Jonathon Norcross

Jonathon Norcross

SARATOGA SPRINGS — Tickets for the Belmont Stakes Racing Festival sold quickly this week. Presale began shortly before noon on Wednesday, while tickets for the general public went on sale at 10 a.m. on Thursday. As of 11:20 a.m. on Thursday, single day seating was sold out. About 30 minutes later, single day general admission tickets had also sold out. All tickets for Saturday, June 8 (Belmont Stakes day) were gone by the end of the week.

Some presale buyers were fooled by an advertisement on the Belmont Stakes tickets page, which featured a green “Continue” button that linked to another site asking for credit card information. A message above the advertisement that read “paid banners below are not related to Belmont Stakes Ticket Sales” appeared to have been added later. Other prospective presale buyers said that when they tried to buy specific tickets, the Ticketmaster website suddenly said the tickets were no longer available. Some reported they were unable to buy tickets at all, despite having access to presale.

WILTON — A Wilton resident and maritime archaeologist who studied Lake George shipwrecks was admitted as a Fellow into the Royal Geographical Society earlier this month. 

In the 1980s, Joseph W. Zarzynski was a Saratoga Springs school teacher whose life took an unexpected turn when a friend of his found a World War II bomber in Loch Ness. Zarzynski took a leave of absence from teaching, went to Scotland, and thought “wow, I want to be an underwater archaeologist.”  Zarzynski went back to school and earned a second master’s degree in Archaeology and Heritage from the University of Leicester in England.

While in upstate New York, Zarzynski took up recreational diving in Lake George, and became fascinated by the shipwrecks there. “A group of British shipwrecks were put into the lake in what is called a ‘wet storage’ in the winter of 1758,” Zarzynski said. The British decided to sink the fleet in shallow water and raise them in the spring of 1759 for a campaign against the French in the Champlain Valley. “It was pretty difficult raising vessels, so there were probably four dozen plus that were not recovered,” Zarzynski said. “So they became the focal point of some research we did in earnest from 1987 right up until I stopped diving in the lake in 2016.”

From 1987 until 2011, Zarzynski directed Bateaux Below, a nonprofit that mapped dozens of Lake George shipwrecks.  In 1990, he led the team that used a Klein side scan sonar to discover the 1758 Land Tortoise radeau, a floating gun battery from the French and Indian War. In 1998, the Land Tortoise was listed as a National Historic Landmark. A few years ago,  Zarzynski’s book, “Ghost Fleet Awakened: Lake George’s Sunken Bateaux of 1758” was published by SUNY Press. It was Zarzynski’s use of geography in studying the famed “Sunken Fleet of 1758” that helped land him in the Royal Geographical Society after a lengthy application process.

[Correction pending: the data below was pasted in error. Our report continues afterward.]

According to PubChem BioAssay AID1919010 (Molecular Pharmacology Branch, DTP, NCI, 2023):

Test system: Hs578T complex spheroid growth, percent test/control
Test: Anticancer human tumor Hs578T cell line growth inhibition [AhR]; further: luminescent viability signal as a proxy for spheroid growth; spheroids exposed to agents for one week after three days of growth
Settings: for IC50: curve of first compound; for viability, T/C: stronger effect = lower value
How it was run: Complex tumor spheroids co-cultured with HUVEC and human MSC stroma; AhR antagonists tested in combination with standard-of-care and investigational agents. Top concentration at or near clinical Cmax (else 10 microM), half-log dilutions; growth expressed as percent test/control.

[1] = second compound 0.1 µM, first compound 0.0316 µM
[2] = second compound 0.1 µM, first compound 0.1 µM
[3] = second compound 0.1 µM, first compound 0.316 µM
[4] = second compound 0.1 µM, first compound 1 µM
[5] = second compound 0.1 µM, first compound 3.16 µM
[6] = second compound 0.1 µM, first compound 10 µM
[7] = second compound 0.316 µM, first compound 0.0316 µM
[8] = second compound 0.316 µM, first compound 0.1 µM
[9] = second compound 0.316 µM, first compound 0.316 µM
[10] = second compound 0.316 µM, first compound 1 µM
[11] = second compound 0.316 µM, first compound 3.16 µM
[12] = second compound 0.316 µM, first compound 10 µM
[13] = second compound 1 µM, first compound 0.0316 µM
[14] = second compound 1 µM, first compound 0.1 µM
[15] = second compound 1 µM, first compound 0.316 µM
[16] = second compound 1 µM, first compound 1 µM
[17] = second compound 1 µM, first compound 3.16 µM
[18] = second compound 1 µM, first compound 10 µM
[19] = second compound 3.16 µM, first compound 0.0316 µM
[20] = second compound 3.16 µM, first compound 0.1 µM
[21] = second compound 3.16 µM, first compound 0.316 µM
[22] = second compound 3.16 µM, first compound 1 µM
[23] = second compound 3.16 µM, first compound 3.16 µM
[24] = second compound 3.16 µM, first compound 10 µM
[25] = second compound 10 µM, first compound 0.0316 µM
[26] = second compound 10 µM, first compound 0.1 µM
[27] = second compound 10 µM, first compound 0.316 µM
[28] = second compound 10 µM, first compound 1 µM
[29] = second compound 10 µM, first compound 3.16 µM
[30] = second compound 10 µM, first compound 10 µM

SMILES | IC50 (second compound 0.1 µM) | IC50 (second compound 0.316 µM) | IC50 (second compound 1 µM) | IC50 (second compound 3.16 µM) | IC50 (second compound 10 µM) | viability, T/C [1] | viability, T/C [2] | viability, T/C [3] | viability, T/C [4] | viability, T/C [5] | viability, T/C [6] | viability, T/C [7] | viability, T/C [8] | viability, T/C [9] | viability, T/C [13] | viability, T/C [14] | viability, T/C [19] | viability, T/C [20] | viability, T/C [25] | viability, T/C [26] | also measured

Zarzynski will be teaching several workshops at the Fort William Henry Museum in Lake George later this year. Museum visitors can also visit the underwater archaeology exhibit room to see a painting of a 31-foot long shipwreck created by a nonprofit that Zarzynski spearheads. His eight book, “Fort William Henry’s Moments in Time” was published in August of last year. 

The Royal Geographical Society was founded in London in 1830. According to the organization’s website, “the Society’s purpose remains the same today as when first founded, namely the advancement of geographical science.” In addition to Zarzynski, other Fellows include Sir Ernest Shackleton, Sir Edmund Hillary, and Clive Cussler.

SARATOGA SPRINGS —At the February 15 Saratoga Springs City School District Board of Education meeting, Director of Budget and Program Integration Joe Greco stressed the need for the district to cut substitute teacher costs.

Greco said that throughout the COVID-19 pandemic, the district was spending around $1 million on substitute teachers. In 2022 and 2023, substitute spending was subsidized by COVID funds. “Now that the Covid money is going away,” Greco said, “we have to change our behavior, otherwise we’re going to keep directing a lot of our funds into substitute costs.”

Greco said that reducing reliance on substitute teachers is one of the district’s biggest budget priorities. 

Thursday, 22 February 2024 12:52

Adirondack United Capture Regional Championship

UTICA — With a 14-0 record, and a dogged determination to capture a state title, the Adirondack United have concluded one of the most impressive seasons among all local sports teams. At the Nexus Center in Utica last Friday, the United was crowned New York State regional champions after a 7-3 win over Kenmore-Grand Island.

The United started the title game on the wrong foot, falling behind 2-0 in the first period. But it wasn’t long before the team rebounded and finished with a dominant victory.